A Virtual Weekend Festival Raising Voices for Asian Elephants

Colin & Cecilia Hay (a virtual concert - Elepalooza)

2020 will go down the history books as the "home-stay" year - a year that people experienced isolation and emotional upheavel. On the bright side though, it gave us the opportunity to reflect on our priorities, reach out to people virtually accross the globe, strengthen relationships, and organize events focused on improving the world for all sentient beings - humans, animals, and the planet, as a whole.

One such virtual event was Voice for Asian Elephant Society's virtual weekend festival for The Forgotten Elephants of Odisha. This 2-day event brought together activists, artists, and prominent leaders for change, lending their voices for the elephants of Odisha, India.

Day 1, Saturday November 7th, was co-hosted by animal activist/actor, Dan Richardson,

and activist/writer/producer/model, Katie Cleary. The day featured Sangita Iyer’s multiple award-winning, U.N. nominated feature documentary, “Gods in Shackles.

The virtual screening was followed by a lively and informative discussion with a panel of experts, including Sangita Iyer, who, in addition to producing and directing “Gods in Shackles,” is also the founder of Voice for Asian Elephants Society (VFAES); a National Geographic Explorer; a broadcast journalist and biologist. Joining her were wildlife crime specialist, Dr. Biswajit Mohanty; Belinda Wright, Founder, Wildlife Protection Society of India (WPSI); renowned British actress, model and activist, Rula Lenska and journalist and animal rights activist, Jane Velez-Mitchell.

Adding to this exciting and enlightening day was an exclusive screening of “Treacherous Crossings,” a short film, part of the 26-part National Geographic funded documentary series, ‘Asian Elephants 101’, produced and directed by Iyer. This short ground-breaking film exposes the life-threatening challenges that Odisha elephants face, as they're losing their habitats to reckless development.

And if all of that weren’t enough, the VIP Guest of Honor was none other than the world renowned primatologist, Dr. Jane Goodall (DBE, Founder, the Jane Goodall Institute)! Aside from discussing her own personal bond with elephants, Dr. Goodall also shared her profound insights on how we can use the lessons learned from the pandemic to move forward in a more mindful way, inclusive of the environment and all beings on the planet.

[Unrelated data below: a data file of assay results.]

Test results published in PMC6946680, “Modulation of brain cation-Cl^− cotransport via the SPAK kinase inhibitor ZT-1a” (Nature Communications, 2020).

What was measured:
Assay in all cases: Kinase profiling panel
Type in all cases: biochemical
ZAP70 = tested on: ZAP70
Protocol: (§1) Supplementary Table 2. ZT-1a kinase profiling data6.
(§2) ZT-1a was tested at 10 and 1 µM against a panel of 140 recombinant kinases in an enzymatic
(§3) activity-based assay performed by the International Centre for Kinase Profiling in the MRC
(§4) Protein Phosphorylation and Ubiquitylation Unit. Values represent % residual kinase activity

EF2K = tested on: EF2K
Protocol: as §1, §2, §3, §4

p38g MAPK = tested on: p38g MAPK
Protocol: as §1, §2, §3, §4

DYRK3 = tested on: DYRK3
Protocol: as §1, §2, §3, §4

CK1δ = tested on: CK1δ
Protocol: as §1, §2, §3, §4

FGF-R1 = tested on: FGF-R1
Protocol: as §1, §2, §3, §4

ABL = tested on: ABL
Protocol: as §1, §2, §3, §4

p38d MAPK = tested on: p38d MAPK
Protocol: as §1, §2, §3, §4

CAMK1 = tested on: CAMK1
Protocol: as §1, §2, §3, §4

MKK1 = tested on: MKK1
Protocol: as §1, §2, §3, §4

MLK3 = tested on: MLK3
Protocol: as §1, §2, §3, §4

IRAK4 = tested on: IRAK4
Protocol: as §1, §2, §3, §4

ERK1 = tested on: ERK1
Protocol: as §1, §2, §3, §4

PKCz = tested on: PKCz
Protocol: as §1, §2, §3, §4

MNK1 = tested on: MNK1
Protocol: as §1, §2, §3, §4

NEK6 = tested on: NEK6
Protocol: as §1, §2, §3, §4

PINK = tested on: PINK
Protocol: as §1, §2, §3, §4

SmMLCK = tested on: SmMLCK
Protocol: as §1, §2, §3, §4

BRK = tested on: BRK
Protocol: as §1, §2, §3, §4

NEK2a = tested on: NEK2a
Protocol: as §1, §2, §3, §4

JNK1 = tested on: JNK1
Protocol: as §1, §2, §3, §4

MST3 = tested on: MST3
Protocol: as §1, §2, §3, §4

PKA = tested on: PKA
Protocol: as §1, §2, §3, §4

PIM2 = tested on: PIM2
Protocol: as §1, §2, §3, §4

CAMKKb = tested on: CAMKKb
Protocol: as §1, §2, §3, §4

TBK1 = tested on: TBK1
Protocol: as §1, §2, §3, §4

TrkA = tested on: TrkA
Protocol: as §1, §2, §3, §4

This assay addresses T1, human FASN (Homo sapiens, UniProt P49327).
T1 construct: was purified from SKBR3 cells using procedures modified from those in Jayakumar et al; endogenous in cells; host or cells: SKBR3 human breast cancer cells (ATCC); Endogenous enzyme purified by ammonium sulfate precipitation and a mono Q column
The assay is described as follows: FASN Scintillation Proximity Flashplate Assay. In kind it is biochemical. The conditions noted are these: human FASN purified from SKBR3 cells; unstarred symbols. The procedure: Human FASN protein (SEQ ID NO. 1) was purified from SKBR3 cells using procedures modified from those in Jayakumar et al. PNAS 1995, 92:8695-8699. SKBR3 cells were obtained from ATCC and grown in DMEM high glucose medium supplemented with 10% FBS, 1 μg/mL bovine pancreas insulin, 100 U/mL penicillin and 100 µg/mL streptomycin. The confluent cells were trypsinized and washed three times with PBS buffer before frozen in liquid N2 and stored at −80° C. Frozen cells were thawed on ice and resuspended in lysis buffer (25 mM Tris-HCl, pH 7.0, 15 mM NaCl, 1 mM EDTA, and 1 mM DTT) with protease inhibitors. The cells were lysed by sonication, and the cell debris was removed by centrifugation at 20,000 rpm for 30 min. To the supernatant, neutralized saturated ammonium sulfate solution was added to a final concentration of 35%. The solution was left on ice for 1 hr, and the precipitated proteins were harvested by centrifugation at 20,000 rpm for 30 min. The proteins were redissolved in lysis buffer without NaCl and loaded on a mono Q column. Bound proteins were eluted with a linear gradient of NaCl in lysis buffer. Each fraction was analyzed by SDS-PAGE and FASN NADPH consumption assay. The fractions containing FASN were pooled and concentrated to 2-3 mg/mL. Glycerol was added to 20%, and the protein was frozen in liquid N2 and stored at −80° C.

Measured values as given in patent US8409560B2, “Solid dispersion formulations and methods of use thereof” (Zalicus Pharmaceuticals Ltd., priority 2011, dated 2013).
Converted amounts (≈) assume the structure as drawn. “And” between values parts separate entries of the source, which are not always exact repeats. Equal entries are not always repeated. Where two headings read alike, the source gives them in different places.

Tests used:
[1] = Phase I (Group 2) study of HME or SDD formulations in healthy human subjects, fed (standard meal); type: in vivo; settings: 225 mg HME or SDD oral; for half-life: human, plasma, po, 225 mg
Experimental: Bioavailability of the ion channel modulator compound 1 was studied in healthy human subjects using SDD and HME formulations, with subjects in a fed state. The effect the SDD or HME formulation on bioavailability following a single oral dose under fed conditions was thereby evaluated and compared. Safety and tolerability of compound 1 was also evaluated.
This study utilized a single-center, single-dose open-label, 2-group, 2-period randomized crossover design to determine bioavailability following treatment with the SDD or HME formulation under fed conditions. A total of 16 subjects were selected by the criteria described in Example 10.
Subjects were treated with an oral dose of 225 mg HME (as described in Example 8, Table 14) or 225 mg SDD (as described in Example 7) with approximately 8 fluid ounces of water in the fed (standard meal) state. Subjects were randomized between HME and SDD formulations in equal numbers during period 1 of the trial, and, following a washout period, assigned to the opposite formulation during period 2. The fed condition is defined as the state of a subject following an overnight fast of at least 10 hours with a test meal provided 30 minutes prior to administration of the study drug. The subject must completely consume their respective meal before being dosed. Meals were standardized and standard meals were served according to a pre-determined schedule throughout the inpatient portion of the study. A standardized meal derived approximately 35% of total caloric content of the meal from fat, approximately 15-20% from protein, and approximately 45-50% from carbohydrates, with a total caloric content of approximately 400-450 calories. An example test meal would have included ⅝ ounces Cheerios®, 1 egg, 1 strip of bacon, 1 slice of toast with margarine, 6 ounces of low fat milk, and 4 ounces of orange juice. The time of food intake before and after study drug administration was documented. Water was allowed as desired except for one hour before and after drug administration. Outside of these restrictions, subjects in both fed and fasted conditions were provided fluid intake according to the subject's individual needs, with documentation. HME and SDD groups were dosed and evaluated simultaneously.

Dr. Jane Goodall, DBE, Founder, the Jane Goodall Institute

Day 2, Sunday November 8th, was Elepalooza, a virtual concert hosted by poet/ animal activist, Sean Hill, who balanced his whimsical energy with Sangita Iyer’s expertise, as they discussed the importance of saving endangered Asian elephants – particularly in India, where the 60% of the world’s wild Asian elephants precariously co-exist in one of the most densely human-populated countries.

Written, produced and directed by Maureen Mahon, Elepalooza featured musical performances by Grammy-winning artists, Colin Hay , Lisa Loeb , Tia Carrere , as well as Cecilia Noel , Victoria Summer , Libby Lavella , Steve Wood and Beth Fitchet Wood , Donald Quan and eaoh Argos , Dyna Shirasaki and Carlos Villalobos , CUSH,, Muddy Elephant, Lila Rose (f/k/a Aniiml), Holly Henderson, Wendell “Shine” Hayward, WonderBOOM and BlVd HVnny.

Interspersed between musical performances were informative clips about the importance of elephants to the Earth’s ecosystem by notable personalities including:

Lori Alan , who explained how elephants are the gardeners of the earth, Fia Perera emphasized that elephants are keystone species and that all of our survival relies on the survival of elephants, Mark Thompson discussed how elephants help mitigate climate change, Kelly King compared taking a baby elephant from its mother to kidnapping one of our own babies and subjecting it to a life of slavery, and Nick Jaine